(Identify the models that go with these crease patterns…)
So far, these challenges have been about using familiar models and bases as launchpads for your own creativity. But if you fold enough origami by different artists, you’ll notice that not every model comes out of those traditional structures.
A Crease Pattern (CP) is the arrangement of creases you see when you unfold a model back to the original square. Every time you add another fold, you install new creases into the paper. Some folders use the CP as a trail of breadcrumbs for how to fold the model, without step-by-step diagrams. Some artists only provide the CP for their models, adding a puzzle element to the folding experience. But this isn’t about deciphering CPs (I’m not especially proficient at it anyway). There are many resources out there about how to fold from CPs. Origami USA’s Winter 2015 edition of The Paper (Issue 118) has a great article by Beth Johnson on reading CPs for beginners (you can pay to download the PDF on their website if you’re not an OUSA member).
For the purposes of this challenge, we’re interested in CPs for a couple reasons: First, examining CPs is another way of getting under the hood of the car to see how the whole thing works. If you look at CPs for similar models and bases, you’ll find recurring patterns based on the different steps it took to achieve the model. Some artists design models by plotting out the CP first, then collapsing it into the base and shaping from there (Specific shaping isn’t usually included in the CP). Also, many books include CPs of the model on the first page of the diagram. You can either try to create the model strictly from the CP, or make the connection between the recurring patterns and how to achieve certain features. Fumiaki Kawahata’s Realistic Origami Animals is a nice resource to explore this with models that range in complexity.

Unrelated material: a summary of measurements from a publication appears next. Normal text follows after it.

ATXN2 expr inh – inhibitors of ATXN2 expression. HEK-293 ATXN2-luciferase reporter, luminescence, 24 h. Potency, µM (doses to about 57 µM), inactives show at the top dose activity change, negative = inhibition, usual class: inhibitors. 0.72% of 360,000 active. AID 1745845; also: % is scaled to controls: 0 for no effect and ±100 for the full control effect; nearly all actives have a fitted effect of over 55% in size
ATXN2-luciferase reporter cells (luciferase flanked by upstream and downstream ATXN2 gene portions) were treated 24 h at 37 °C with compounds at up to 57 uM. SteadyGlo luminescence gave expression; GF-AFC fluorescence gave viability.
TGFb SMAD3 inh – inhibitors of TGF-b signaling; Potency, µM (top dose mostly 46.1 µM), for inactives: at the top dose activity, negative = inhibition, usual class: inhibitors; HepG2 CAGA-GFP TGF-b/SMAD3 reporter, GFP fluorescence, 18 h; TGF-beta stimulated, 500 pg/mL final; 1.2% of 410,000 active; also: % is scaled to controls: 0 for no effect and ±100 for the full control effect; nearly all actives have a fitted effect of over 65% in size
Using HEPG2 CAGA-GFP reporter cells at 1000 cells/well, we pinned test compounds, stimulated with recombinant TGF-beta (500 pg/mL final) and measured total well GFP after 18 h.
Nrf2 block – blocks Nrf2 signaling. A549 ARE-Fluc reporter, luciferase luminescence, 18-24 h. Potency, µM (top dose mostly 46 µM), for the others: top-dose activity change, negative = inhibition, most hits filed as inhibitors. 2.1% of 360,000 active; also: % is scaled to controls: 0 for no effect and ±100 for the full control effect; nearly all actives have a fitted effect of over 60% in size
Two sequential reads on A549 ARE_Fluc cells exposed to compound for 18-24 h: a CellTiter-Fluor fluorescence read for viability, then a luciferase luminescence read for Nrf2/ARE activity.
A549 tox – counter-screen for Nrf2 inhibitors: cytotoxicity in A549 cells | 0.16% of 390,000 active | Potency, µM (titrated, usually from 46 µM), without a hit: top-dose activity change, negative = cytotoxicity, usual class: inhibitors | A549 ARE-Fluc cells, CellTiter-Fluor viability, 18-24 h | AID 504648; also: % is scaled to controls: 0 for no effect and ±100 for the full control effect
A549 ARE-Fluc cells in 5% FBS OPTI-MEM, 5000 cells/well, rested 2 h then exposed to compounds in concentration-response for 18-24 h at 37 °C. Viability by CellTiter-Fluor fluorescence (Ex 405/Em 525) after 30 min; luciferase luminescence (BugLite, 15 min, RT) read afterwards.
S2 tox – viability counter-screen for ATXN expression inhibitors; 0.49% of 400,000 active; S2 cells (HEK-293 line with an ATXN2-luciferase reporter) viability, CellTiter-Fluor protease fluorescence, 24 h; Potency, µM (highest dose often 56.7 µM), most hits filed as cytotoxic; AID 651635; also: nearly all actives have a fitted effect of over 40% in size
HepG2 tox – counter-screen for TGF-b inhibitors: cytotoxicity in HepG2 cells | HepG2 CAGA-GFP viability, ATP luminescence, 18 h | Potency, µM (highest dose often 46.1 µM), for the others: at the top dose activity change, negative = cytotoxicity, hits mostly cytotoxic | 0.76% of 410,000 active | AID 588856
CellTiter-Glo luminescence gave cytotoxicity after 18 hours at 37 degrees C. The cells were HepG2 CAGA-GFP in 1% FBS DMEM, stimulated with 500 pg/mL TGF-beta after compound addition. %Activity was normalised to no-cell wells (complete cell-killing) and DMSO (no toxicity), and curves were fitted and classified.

CPs also offer reference points we might not have otherwise considered. You could repurpose the creases that are already there or use them to experiment with new creases. Consider the CPs of the traditional Crow (from a Bird Base) and the traditional Starbox (from a Preliminary Base). They look relatively similar, as if bqoth were folded from Bird Bases. But you can’t tell the order of folds from CPs, and they don’t always distinguish Mountain Folds from Valley Folds.
You could take the CP and play with the creases being Mountains, Valleys, or reversing direction in the middle. You could also find a crease that only goes part of the way across the paper and extend it further. I started with the CP of the traditional Heart, and collapsed the creases that were already as if they were an off-center Preliminary Base. Off-center Bases are a fun way to find new structures that allow you to incorporate the tools you’re already developing. Once I had the Off-center Preliminary Base, I treated the smaller side as a Frog Base, Petal Folded the larger side, and was on my way to a T-Rex model.
You could also use the creases that are already there as references to install new creases, using an intersection of creases as a reference, or bringing an edge (raw or folded) to one of the creases. I once took the CP of a Kite Base, added a horizontal diagonal crease, and brought the two side corners to where the Kite Folds met the horizontal diagonal. From there, I was on my way to my Flying Goose model.
Using CPs like this is another way of expanding your designer toolbox and helping you find references and structures that you might not otherwise have explored. It’s another way of finding “left turns” and wondering “what if?”